Every Tuesday, Shawn Marceau visits his son’s grave in the veterans section of Tahoma Cemetery in Yakima, Washington State.
As he drove there on his lunch break Tuesday, something caught his eye.
“I drive up and I see a flag on Joe’s grave,” he said of the final resting place of his son, Marine Lance Cpl. Joe Jackson.
Marceau assumed it was just an ordinary American flag someone had left on the grave. But when he picked the flag up, he noticed it was folded oddly.
“I went and lifted it and it was folded a little bit, it had a different crease in the fold,” he said, “So I peeled it back and a saw (a signature) and my heart dropped.”
It was the flag stolen from him earlier this year — a flag made all the more precious because it had been signed by Jackson and Marines in his platoon.
Jackson was 22 when he was killed April 24, 2011, by an improvised bomb while conducting combat operations in the Helmand province of Afghanistan. Jackson had the flag over his bed before he went out on his last patrol.
Marine Forces Reserve/Cpl. Jad Sleiman
Local Marines fold flags for Lance Cpl. Joe Jackson’s family during his funeral May 4 at Tahoma Cemetery. Jackson was killed April 24 by an improvised explosive device blast in Afghanistan in 2011.
In April, the flag and other items were stolen when someone broke into Marceau’s truck, parked at his home in White Swan. And then, the day before the Fourth of July, it lay in front of his son’s headstone with no note.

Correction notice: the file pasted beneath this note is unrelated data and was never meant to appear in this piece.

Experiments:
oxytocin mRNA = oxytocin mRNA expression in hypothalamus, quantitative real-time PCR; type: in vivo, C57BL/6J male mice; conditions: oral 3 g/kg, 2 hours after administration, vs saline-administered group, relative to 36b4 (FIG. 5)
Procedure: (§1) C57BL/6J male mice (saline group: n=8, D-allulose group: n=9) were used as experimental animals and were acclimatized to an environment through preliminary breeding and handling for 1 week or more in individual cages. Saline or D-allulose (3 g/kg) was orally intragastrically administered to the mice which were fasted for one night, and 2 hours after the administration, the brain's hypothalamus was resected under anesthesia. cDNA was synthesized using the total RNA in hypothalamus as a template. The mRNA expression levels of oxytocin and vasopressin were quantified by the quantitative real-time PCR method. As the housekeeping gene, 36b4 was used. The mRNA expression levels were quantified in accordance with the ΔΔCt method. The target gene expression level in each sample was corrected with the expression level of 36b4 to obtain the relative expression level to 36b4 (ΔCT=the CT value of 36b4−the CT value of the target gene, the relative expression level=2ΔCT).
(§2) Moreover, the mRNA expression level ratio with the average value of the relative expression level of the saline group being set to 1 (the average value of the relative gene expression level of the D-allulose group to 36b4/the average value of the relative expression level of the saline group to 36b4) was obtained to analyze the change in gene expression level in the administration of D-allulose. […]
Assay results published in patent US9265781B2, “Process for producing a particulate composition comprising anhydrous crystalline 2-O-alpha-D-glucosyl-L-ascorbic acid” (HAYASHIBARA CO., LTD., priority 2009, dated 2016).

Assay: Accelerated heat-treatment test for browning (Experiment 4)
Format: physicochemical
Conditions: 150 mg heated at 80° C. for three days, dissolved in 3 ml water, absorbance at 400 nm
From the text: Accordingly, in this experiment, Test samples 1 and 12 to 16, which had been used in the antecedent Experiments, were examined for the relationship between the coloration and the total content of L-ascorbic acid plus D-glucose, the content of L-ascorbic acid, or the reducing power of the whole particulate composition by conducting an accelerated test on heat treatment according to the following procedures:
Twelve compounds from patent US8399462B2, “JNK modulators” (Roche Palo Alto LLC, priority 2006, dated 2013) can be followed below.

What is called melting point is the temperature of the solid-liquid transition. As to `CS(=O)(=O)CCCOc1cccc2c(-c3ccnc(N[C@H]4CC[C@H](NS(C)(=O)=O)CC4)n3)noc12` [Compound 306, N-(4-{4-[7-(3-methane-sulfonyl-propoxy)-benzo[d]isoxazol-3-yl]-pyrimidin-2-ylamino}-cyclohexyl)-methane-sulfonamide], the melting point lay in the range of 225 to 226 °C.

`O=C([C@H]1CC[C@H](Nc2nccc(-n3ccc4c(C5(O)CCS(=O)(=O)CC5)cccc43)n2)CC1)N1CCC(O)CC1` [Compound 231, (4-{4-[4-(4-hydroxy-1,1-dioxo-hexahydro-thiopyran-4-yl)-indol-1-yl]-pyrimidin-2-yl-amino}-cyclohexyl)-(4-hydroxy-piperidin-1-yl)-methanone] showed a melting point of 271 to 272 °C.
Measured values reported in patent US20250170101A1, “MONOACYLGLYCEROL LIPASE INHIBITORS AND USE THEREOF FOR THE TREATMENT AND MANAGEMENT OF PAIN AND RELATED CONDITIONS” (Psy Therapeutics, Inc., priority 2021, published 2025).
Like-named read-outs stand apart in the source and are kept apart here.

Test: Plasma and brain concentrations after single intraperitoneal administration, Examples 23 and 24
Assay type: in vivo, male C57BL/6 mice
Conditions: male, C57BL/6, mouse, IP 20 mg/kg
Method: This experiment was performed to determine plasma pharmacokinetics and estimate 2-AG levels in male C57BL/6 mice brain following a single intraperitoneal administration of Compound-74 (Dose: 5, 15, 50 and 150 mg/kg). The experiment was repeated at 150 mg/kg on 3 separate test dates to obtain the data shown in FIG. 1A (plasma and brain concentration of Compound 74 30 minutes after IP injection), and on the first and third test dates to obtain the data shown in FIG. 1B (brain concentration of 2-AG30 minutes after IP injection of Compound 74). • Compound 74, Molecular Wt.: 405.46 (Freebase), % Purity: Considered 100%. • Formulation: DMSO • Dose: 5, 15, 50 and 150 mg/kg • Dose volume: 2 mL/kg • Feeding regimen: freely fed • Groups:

“There’s no rhyme, no reason, no nothing,” Marceau said. “It’s just a random act of kindness in this crazy world we live in right now.”
“Somebody finally did something to restore our faith in humanity a little bit.”
After searching for the flag locally, Marceau posted on Facebook in May pleading for the public’s help. His post was shared more than 108,000 times by users, some as far away as Florida and Maryland.
Officers at some local law enforcement agencies — including the Yakima County Sheriff’s Office, Toppenish Police Department and Yakama Nation Tribal Police — told Marceau they made sure to keep an eye out for the flag when patrolling, he said.
“Every time they would go into a place they told me their head was on a swivel,” he said. “After they got the crook or whatever was going on, they were looking for a flag real quick.”
And that was just the police departments, Marceau said.
“I’ve had family looking around, I’ve had friends looking around, I had so many people looking around ... it’s a miracle. It’s an awesome miracle,” he said.
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